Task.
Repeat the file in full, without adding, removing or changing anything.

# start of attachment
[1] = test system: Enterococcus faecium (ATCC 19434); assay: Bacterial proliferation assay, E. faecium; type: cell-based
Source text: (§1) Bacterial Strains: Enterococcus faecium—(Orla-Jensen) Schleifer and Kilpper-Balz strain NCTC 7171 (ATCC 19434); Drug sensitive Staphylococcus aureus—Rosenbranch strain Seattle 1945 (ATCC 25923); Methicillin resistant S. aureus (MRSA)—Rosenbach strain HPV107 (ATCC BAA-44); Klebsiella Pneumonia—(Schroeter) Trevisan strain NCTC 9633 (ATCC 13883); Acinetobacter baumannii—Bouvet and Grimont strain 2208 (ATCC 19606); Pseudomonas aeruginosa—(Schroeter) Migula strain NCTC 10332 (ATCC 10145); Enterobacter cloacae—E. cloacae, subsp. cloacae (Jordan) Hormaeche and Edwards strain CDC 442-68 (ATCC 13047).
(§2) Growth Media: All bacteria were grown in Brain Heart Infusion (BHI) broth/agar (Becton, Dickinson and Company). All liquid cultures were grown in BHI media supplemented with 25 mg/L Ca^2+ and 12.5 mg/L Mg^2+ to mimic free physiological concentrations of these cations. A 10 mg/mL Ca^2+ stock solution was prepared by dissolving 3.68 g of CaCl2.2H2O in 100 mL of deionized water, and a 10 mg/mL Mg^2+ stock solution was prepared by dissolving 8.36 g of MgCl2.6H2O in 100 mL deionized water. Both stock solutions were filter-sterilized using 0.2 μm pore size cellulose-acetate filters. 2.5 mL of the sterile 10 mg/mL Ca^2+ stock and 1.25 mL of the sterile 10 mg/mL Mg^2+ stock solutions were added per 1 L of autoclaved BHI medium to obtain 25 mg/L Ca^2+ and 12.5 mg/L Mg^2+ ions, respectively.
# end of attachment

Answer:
[1] = test system: Enterococcus faecium (ATCC 19434); assay: Bacterial proliferation assay, E. faecium; type: cell-based
Source text: (§1) Bacterial Strains: Enterococcus faecium—(Orla-Jensen) Schleifer and Kilpper-Balz strain NCTC 7171 (ATCC 19434); Drug sensitive Staphylococcus aureus—Rosenbranch strain Seattle 1945 (ATCC 25923); Methicillin resistant S. aureus (MRSA)—Rosenbach strain HPV107 (ATCC BAA-44); Klebsiella Pneumonia—(Schroeter) Trevisan strain NCTC 9633 (ATCC 13883); Acinetobacter baumannii—Bouvet and Grimont strain 2208 (ATCC 19606); Pseudomonas aeruginosa—(Schroeter) Migula strain NCTC 10332 (ATCC 10145); Enterobacter cloacae—E. cloacae, subsp. cloacae (Jordan) Hormaeche and Edwards strain CDC 442-68 (ATCC 13047).
(§2) Growth Media: All bacteria were grown in Brain Heart Infusion (BHI) broth/agar (Becton, Dickinson and Company). All liquid cultures were grown in BHI media supplemented with 25 mg/L Ca^2+ and 12.5 mg/L Mg^2+ to mimic free physiological concentrations of these cations. A 10 mg/mL Ca^2+ stock solution was prepared by dissolving 3.68 g of CaCl2.2H2O in 100 mL of deionized water, and a 10 mg/mL Mg^2+ stock solution was prepared by dissolving 8.36 g of MgCl2.6H2O in 100 mL deionized water. Both stock solutions were filter-sterilized using 0.2 μm pore size cellulose-acetate filters. 2.5 mL of the sterile 10 mg/mL Ca^2+ stock and 1.25 mL of the sterile 10 mg/mL Mg^2+ stock solutions were added per 1 L of autoclaved BHI medium to obtain 25 mg/L Ca^2+ and 12.5 mg/L Mg^2+ ions, respectively.